Everything is miscellaneous : the power of the new digital disorder, by David Weinberger. New York : Henry Holt, 2007.
Reading books on information management theory for fun isn't something I'd usually admit to, but this is a marvellous, un-put-downable read. Weinberger starts with an interview with the manager of a Staples store to discuss organisational principles in retail; and moves on to discuss the randomness of alphabetisation, Aristotelian definitions, "lumping" and "splitting", Linnean classification, the periodic table, the Dewey Decimal system and Ranganathan and faceted searching, all in completely comprehensible terms using (frequently amusing) real-world examples; before moving on to tackle the (dis)organisation of the second-generation Web.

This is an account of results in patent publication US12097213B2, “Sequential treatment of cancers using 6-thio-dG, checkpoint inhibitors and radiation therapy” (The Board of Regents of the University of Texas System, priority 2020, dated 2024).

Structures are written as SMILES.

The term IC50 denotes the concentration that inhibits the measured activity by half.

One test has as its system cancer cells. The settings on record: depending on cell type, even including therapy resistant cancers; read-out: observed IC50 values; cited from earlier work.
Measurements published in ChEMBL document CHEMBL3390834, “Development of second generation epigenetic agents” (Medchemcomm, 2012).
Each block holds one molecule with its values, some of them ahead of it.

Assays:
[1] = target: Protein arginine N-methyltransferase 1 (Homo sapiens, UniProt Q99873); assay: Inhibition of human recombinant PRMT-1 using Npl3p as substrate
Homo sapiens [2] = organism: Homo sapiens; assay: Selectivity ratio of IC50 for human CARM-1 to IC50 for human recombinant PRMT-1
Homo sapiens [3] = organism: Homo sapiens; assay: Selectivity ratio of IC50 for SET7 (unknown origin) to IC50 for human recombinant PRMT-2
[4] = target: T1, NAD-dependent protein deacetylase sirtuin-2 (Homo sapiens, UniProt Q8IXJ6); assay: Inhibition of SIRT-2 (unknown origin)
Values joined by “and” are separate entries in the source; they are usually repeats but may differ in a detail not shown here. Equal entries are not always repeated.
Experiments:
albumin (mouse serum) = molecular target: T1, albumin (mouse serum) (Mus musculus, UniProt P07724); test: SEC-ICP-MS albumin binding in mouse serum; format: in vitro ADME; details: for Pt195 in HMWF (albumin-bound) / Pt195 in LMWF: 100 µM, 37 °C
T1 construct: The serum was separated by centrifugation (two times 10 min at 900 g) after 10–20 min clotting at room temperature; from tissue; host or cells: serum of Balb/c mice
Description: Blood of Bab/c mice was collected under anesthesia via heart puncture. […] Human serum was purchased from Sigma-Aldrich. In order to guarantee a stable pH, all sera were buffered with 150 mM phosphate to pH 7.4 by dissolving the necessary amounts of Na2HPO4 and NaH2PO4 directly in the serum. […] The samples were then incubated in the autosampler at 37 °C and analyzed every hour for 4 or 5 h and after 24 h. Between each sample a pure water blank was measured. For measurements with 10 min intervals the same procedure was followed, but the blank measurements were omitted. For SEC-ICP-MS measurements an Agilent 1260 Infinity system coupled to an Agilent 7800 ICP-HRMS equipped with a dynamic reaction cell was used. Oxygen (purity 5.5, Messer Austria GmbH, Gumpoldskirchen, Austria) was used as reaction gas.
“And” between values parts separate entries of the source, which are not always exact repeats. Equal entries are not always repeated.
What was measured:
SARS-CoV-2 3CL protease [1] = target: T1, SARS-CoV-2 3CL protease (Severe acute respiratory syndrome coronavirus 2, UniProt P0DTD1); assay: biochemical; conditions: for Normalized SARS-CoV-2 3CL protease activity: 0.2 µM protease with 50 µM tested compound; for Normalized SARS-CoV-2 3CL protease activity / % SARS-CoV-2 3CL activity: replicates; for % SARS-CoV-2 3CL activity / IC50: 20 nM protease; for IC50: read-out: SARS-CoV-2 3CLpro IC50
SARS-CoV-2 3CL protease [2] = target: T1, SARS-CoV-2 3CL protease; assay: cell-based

Weinberger has a positive outlook on the "third order" of information, seeing great creativity in the apparent chaos of the web; but is not entirely in the camp of people who believe that more advanced machines will create an organised utopia.
If you have any interest at all in how knowledge is organised (whether as an information or computing professional, or at the level of wondering why Amazon is suggesting these books to you, and what ads Google decides to position next to your search results), this book is fascinating and immensely readable.